Joyce C.
Acton, MA
“The idea that I could help someone while doing something that’s also good for myself physically and mentally seemed like a no brainer. Heck why aren’t more people doing it!?”
Andrea C.
Maynard, MA
“Guiding takes the “self” out of racing and makes it the ultimate team effort. None of the races I have completed as an individual compare to the feeling I get when I cross the finish line with a visually impaired athlete. There’s nothing better than knowing that you helped another person accomplish their goal.”
Caroline G.
Austin, TX
“Running guides have made a huge impact in my life. Not only do they generously donate their time and effort to assist me at any event, but they also pace me and motivate me to compete at a high level.”
Adrian B
Los Angeles, CA
“The impact and difference guides have made in my life allow me to enjoy the freedom to train and run outdoors, participate in events, and maintain a healthy lifestyle. From each experience, a unique friendship forms, reminding me that the possibilities ahead are endless, as long as I take that first step forward!”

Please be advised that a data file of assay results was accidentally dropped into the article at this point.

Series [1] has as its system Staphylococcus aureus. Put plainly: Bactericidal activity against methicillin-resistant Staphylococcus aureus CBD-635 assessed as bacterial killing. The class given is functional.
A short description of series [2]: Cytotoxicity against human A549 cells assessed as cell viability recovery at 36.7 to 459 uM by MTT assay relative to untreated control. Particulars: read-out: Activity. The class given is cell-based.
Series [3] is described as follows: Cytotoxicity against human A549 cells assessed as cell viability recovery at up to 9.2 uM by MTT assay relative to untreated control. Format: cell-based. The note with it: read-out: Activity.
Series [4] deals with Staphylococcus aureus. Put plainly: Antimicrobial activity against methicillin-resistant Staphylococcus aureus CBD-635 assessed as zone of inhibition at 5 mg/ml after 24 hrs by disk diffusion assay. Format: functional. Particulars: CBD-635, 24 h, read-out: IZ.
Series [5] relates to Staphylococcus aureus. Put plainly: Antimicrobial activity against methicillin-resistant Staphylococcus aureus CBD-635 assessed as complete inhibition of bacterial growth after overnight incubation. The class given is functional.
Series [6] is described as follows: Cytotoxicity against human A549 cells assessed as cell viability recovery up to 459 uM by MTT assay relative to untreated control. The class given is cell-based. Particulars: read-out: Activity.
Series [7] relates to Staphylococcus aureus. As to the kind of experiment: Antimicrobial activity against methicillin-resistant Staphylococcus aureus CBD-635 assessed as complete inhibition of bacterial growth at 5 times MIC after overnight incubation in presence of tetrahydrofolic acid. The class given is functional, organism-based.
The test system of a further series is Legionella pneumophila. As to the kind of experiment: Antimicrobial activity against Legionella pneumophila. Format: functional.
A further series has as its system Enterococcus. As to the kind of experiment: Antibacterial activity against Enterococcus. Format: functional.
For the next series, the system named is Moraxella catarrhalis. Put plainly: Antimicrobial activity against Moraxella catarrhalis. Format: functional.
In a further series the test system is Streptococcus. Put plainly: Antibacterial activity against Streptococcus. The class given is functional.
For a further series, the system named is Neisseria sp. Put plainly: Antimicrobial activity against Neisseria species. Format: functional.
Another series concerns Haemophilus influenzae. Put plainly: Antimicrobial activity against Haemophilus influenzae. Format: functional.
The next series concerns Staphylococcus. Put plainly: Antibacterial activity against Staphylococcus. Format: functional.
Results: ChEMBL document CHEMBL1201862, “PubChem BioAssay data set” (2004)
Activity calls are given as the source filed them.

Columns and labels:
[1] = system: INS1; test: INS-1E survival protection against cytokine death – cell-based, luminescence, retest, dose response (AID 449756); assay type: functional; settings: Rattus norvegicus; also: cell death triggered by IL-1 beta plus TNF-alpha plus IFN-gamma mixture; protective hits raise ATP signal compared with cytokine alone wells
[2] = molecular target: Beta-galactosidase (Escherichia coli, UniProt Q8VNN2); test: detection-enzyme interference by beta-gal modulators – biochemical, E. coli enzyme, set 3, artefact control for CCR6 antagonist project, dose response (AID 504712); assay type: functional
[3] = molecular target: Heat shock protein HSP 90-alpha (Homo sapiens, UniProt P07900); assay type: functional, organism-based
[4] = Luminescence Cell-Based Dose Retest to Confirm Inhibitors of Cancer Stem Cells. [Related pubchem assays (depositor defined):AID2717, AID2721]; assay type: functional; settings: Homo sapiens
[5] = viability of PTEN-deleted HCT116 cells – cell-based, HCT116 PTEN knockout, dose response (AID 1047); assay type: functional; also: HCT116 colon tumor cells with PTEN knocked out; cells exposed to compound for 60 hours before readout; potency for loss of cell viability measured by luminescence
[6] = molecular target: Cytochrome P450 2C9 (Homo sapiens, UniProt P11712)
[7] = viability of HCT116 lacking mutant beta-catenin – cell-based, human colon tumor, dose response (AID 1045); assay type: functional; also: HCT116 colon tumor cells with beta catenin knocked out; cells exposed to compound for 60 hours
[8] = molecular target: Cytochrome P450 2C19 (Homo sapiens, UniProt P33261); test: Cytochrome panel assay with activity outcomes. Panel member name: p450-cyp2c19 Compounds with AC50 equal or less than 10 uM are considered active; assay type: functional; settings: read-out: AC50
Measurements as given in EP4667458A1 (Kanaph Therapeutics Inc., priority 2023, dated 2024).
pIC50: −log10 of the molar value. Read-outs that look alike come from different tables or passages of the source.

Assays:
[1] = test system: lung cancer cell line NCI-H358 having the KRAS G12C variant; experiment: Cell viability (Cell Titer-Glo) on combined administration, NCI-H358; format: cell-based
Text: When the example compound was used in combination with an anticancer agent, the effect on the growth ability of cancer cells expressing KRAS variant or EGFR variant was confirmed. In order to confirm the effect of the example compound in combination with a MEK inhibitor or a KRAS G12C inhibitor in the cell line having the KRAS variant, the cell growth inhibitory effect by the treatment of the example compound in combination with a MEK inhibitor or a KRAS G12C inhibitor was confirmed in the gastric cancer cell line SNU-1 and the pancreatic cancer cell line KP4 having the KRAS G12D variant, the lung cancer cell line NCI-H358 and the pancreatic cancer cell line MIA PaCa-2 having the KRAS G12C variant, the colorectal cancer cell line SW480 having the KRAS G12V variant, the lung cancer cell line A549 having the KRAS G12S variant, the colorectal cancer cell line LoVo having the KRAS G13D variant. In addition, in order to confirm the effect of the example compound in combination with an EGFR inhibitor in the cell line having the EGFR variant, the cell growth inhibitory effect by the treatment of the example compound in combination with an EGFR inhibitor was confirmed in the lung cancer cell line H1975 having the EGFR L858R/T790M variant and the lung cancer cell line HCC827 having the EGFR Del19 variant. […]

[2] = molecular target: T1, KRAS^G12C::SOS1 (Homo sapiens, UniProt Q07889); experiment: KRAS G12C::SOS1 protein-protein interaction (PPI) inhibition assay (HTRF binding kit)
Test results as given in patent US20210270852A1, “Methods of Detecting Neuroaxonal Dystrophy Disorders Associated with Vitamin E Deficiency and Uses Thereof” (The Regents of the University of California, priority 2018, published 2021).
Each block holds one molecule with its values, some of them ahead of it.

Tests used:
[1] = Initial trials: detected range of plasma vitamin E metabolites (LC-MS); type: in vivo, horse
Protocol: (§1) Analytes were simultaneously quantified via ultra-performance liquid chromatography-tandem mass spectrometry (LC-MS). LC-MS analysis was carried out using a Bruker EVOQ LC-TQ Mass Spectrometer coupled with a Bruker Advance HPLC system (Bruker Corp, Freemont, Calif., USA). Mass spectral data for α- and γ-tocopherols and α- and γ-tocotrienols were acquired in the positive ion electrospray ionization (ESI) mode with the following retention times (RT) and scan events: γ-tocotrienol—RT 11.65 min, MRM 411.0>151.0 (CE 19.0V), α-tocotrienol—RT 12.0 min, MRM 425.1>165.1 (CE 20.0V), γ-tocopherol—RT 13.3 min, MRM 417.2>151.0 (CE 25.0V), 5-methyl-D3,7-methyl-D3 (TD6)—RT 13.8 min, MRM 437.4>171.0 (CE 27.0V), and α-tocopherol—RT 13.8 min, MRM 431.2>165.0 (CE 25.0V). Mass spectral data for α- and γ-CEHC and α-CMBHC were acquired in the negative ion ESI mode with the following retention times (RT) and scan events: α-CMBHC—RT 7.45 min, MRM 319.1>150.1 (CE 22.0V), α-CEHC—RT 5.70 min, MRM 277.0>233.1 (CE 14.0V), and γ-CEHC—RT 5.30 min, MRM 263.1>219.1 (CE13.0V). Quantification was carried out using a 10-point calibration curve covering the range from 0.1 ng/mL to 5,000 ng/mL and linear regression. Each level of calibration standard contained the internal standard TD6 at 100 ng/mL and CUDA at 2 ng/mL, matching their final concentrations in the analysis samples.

Dave B
Tallahassee, FL
“I thought that guiding a visually impaired runner would be a unique opportunity to share the ultimate expression of independence that has been so meaningful to me. I was paired with an incredible athlete who inspired me not only with his athletic performance, but his passion and joy for the sport. Best of all, we’ve developed a strong bond and long-lasting friendship.”
Chad C.
“Guides have given me the opportunity fulfil my passion of running, for without their kindness there would be no running. They have also provided me with encouragement, motivation, and inspiration to push myself beyond what I thought I could do.”
Richard M.
Ottawa, Canada